Back in August I heralded The Libertines headline set at Leeds Festival as what could have possibly been the return of The Good Ship Albion. I wasn't the only one. It seemed Libertine fever had arrived again; like a sub-tropical disease, contracted during the band's sojourn in Thailand and spread on their return. This culminated in a handful of raucous and sweaty club shows, all without a hint of the unreliability of the old days.
Until there was. A crowd in London was kept waiting, only to be sent home well after curfew. The following night in Manchester was cancelled and the inevitable aspersions were cast on Doherty's new-found sobriety. It turned out an anxiety attack was the reason for Pete going AWOL, but it had been ten years since The Libertines had last played in the city, and it's for that reason tonight that the band have something to prove.
Unfortunately, for a band whose name was made playing house shows and pop-ups in Camden, a vacuous arena space, made with money in mind rather than music, isn't an ideal place to do it. And while the band certainly have the tracks to fill such a space, tonight's set is back-boned predominantly by material from last years Anthems for Doomed Youth, a credible album in its own right, but one which has yet to find as sure a footing as its predecessors.
Of course, there are tracks from the album that will go down as “classic Libs”, and the majority of which find early inclusions in tonight's set. Opener 'Barbarians' is suitably chaotic, if not hampered by minor sound complaints, with 'Heart of the Matter' and 'Fame and Fortune' following soon after in similar fashion.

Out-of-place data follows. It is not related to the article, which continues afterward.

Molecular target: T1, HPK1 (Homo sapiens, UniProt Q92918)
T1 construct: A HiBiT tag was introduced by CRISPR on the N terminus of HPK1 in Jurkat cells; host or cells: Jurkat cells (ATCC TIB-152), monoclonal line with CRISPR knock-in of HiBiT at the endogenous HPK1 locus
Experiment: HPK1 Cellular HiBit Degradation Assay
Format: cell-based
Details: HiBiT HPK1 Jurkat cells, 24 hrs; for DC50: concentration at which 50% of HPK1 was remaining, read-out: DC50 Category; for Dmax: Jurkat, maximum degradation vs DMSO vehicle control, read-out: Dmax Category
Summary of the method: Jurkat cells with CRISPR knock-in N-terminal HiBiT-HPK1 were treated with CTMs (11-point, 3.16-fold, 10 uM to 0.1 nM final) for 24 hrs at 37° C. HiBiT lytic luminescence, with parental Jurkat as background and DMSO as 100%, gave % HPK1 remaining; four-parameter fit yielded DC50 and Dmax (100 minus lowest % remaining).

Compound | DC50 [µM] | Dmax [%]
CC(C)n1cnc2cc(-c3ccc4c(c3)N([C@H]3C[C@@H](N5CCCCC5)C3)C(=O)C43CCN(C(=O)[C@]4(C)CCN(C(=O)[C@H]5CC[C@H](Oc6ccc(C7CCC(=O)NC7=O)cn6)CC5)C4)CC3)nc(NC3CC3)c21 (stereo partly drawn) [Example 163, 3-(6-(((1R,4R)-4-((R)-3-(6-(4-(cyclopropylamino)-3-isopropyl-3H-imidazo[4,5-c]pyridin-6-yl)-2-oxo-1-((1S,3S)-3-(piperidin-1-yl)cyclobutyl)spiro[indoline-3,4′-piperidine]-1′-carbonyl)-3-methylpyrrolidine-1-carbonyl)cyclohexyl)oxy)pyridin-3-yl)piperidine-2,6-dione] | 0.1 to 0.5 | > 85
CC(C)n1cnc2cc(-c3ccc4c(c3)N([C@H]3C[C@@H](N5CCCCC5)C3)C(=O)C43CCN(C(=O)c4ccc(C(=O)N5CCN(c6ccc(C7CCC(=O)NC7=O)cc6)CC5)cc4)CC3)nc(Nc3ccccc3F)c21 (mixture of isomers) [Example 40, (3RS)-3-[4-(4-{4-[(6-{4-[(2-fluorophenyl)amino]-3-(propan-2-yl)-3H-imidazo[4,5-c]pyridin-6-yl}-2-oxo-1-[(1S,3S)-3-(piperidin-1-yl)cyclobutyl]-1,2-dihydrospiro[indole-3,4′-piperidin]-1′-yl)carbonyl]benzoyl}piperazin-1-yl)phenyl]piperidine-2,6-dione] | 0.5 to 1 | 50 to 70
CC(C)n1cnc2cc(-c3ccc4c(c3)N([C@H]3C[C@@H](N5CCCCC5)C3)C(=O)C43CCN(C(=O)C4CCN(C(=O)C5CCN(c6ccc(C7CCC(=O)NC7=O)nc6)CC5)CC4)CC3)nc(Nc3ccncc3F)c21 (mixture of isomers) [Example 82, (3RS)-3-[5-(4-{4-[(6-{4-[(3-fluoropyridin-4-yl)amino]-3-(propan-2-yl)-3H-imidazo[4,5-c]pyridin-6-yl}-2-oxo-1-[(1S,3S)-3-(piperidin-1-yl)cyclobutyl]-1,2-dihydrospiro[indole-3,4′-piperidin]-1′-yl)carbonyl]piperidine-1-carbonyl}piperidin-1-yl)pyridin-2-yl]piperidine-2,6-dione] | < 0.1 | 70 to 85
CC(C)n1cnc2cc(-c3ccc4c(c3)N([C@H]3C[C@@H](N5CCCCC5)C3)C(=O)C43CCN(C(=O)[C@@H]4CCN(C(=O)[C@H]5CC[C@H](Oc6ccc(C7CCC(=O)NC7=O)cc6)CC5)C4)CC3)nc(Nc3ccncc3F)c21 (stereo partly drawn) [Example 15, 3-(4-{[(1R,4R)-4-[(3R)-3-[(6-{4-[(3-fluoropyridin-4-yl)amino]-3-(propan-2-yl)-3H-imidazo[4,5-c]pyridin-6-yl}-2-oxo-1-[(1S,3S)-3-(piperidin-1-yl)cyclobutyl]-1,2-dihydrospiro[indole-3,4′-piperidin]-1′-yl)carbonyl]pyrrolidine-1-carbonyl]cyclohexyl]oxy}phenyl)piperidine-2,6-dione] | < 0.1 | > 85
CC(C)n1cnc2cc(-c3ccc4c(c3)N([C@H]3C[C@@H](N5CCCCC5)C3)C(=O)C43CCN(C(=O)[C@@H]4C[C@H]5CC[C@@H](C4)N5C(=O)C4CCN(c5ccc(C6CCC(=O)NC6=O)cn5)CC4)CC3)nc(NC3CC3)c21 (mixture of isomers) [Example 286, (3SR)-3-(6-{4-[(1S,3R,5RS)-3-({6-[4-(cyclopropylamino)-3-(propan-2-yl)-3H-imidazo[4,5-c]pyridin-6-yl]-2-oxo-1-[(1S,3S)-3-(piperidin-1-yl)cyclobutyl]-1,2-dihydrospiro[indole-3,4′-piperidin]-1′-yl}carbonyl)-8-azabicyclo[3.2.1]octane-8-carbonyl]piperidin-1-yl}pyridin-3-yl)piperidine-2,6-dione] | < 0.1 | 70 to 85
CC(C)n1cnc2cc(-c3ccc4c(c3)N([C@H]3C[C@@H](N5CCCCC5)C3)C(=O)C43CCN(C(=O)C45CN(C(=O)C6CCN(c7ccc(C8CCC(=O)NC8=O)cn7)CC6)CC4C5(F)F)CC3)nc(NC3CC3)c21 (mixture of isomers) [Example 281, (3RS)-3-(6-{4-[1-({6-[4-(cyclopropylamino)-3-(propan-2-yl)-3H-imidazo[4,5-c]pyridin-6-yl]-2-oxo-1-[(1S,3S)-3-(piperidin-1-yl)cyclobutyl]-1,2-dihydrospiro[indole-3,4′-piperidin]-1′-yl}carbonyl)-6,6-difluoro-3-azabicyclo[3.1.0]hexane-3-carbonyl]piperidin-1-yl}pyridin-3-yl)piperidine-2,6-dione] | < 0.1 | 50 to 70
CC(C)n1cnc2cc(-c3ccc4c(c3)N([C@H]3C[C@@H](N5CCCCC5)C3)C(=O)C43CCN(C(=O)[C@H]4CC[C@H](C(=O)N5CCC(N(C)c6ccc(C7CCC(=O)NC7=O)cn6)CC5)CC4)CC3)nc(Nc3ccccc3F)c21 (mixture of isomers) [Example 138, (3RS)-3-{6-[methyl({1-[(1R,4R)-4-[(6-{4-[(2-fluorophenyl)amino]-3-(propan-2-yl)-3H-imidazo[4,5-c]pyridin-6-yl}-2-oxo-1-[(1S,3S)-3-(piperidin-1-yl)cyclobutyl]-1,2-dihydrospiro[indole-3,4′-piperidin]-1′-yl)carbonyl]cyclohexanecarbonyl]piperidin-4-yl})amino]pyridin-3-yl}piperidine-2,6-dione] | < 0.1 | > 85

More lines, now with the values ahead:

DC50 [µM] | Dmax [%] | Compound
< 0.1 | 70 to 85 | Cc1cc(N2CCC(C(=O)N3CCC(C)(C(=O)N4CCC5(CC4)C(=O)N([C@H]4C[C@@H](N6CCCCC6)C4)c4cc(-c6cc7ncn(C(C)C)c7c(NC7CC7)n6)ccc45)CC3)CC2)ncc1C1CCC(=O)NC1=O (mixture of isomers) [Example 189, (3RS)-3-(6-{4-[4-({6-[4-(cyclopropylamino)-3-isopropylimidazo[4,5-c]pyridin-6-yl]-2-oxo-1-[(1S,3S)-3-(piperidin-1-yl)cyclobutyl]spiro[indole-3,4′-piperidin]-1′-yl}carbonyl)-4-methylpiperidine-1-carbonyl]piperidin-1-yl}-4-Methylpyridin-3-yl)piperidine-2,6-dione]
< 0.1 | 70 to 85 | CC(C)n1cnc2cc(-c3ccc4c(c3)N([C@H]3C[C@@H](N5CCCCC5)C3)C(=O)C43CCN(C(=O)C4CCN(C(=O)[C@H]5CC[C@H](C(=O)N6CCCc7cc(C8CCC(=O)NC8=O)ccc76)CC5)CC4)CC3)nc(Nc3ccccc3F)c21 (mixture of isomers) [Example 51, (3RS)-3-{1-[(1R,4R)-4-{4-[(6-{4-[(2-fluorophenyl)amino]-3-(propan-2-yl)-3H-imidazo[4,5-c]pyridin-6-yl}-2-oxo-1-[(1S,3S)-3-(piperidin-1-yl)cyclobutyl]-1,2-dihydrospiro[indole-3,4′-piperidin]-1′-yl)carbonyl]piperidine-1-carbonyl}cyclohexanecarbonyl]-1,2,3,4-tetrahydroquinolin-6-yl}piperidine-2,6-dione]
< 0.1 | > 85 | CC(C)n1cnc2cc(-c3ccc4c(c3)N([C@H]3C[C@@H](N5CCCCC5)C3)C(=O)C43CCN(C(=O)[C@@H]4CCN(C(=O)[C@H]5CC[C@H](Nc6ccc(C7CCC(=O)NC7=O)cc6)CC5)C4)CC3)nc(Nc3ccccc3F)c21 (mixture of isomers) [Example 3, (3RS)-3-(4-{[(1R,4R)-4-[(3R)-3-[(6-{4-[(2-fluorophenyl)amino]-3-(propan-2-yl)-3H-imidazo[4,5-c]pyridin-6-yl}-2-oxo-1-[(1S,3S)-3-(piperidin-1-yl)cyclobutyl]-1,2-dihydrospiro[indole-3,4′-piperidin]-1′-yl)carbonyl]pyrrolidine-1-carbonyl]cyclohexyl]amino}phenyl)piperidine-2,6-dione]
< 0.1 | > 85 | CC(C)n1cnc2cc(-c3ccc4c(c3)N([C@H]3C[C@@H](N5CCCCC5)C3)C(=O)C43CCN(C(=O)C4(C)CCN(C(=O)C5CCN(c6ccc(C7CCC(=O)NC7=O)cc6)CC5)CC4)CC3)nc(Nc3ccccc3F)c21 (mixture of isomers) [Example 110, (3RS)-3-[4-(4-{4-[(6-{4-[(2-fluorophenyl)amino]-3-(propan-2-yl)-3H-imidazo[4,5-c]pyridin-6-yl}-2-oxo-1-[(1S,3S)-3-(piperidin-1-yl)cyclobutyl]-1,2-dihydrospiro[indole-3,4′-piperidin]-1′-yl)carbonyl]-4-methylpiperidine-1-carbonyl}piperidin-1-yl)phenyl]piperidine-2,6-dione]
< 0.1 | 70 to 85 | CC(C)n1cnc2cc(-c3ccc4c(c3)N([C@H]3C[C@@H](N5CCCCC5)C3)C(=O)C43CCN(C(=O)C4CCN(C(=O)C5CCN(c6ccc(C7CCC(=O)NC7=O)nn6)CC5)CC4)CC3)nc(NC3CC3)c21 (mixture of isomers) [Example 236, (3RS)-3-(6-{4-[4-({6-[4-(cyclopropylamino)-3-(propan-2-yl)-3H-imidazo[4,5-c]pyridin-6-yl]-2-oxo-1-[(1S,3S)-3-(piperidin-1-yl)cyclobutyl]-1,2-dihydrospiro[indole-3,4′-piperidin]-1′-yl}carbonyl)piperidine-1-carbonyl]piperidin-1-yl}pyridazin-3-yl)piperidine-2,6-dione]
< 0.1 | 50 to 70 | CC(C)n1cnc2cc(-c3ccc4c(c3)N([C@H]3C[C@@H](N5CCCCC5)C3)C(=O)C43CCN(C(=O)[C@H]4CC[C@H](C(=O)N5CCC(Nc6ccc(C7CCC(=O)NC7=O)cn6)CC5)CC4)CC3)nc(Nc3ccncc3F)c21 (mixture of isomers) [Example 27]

It isn't until a suitably boozy rendition of 'What Katie Did' about a third of the way through that the sound problems are ironed out and both band and crowd seem to loosen up. This is somewhat understandable, given that the majority of the crowd are here simply for the classics which, following an anthemic 'Gunga Din', the band roll out thick and fast.
'Can't Stand Me Now', 'Death on the Stairs' and 'Music When the Lights Go Out' are met with equal rapture from a baying crowd. Of course, with such emphasis on more recent material, there are going to be exclusions; there's no 'Up the Bracket', no '...Likely Lads', even 'Last Post on the Bugle' is omitted in favour of more contemporary cuts. A two-song encore more than makes up for it though, with both 'What A Waster' and the ever-anthemic 'Don't Look Back In To The Sun' playing the band out in true Libertines style.
Reigniting the original magic was always going to be difficult. And it's hard to ignore the irony of a band that epitomised a Camden-born counter-culture 12 years ago, playing tracks like 'Time For Heroes' under the logos of John Lewis and Waitrose. As such it's easy to imagine a smaller, less soulless venue serving them better. That said, this is The Libertines, a band still able to make hairs stand on end whenever Pete and Carl jostle for a microphone, brothers in arms after almost a decade apart.
Those in the standing section leave sweat-soaked and smiling as if they've just witnessed something truly special. A similar look to how I must have last August. Tonight though, perched precariously in the tiers, the only chaos we were subject to was a man two rows in front that accidentally poured kettle chips all over himself. Rock 'n' roll.